Looking around the internet, there haven't been many answers to this questtion. Here is one which doesn't fully explain it: Power input smaller than output? How can this be?

So I am confused. I know that a transformer (step-up or step-down) can change the voltage and amperage, but without changing the overall power output. So how is it that a speaker (eg Panasonic SC-CMAX5) have a much higher output than input? How can the energy which is put in be less than watt is put out (get it?). The SC-CMAX 5 has a nominal input ("power consumption") of 92W but an output (RMS) of 1000W.

Is it something to do with the RMS or PMPO listed on the spec sheet?

  • \$\begingroup\$ What they are calling "Normal Use" wouldn't be anywhere near 1000W of sound output, it's probably what it uses playing music with a few watts of power output. \$\endgroup\$
    – PeterJ
    Aug 4, 2015 at 9:28
  • \$\begingroup\$ It's not just a speaker. It's also got a "digital amplifier", and a mains power connection. \$\endgroup\$
    – The Photon
    Aug 4, 2015 at 9:29

1 Answer 1


The 92W is an "average" figure while the 1kW is a "maximum". To get a true idea of the maximum input power it could draw, we'd need to look at the information plate on the mains input. There will be capacitors in the power supply for delivering power into peaks. If you actually got it set up and outputting at peak volume it would probably draw >1kW from the mains.

It's not unusual for speaker power outputs to be really misleading, although this is the Panasonic official website and they quote RMS and PMPO. 1kW is quite loud!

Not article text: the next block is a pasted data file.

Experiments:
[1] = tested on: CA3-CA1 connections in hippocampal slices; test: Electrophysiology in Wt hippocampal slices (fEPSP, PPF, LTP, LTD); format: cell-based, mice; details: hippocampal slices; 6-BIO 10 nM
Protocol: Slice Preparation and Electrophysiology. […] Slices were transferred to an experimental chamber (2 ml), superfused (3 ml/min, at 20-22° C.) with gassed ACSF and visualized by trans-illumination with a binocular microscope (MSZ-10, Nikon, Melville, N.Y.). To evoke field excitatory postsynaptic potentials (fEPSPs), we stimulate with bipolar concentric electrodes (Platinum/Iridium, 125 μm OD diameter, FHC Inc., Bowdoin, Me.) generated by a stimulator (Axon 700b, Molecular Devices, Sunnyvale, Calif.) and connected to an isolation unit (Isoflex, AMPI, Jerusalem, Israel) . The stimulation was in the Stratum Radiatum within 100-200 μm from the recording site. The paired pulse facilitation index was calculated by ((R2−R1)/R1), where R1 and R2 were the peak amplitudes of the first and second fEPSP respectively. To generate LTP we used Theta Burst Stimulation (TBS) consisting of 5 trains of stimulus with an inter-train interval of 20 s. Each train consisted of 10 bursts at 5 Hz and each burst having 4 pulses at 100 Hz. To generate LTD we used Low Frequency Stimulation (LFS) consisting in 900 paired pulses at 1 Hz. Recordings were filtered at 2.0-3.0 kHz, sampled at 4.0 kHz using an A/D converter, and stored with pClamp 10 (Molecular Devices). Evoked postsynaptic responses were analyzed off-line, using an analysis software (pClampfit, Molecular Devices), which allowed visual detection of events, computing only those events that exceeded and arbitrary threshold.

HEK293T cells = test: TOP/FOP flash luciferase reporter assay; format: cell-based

• \$\begingroup\$ Thank you. That made it somewhat clearer. So if you could graph the input power and output power without any loss, they would be exactly the same at any one instant in time... \$\endgroup\$
    – Adrian
    Aug 4, 2015 at 9:47
  • \$\begingroup\$ @Adrian As long as both power domains are expressed the same way, there will be a very good degree of linearity to it, yes. PMPO versus input RMS would yield a very different kind of graph. Bear in mind though power in watts RMS is still higher than average power consumption by a mathermatical rule, at 1kW RMS output this unit can still only draw an average power of 900W: en.wikipedia.org/wiki/… \$\endgroup\$
    – Asmyldof
    Aug 4, 2015 at 9:55
  • \$\begingroup\$ Yes, although there will be some power loss as heat in the amplifier - not too much in a modern class D, but old tube amps and class A/AB configurations wasted quite a bit. So input power will be higher than output power. Provided you're measuring on the same scale, as @Asmyldof points out. \$\endgroup\$
    – pjc50
    Aug 4, 2015 at 10:06
  • \$\begingroup\$ @Asmyldof: There's no such thing as "watts RMS" \$\endgroup\$
    – EM Fields
    Aug 4, 2015 at 10:07
  • \$\begingroup\$ @EMFields if there is no such thing, why is it quoted everywhere? \$\endgroup\$
    – pjc50
    Aug 4, 2015 at 10:08

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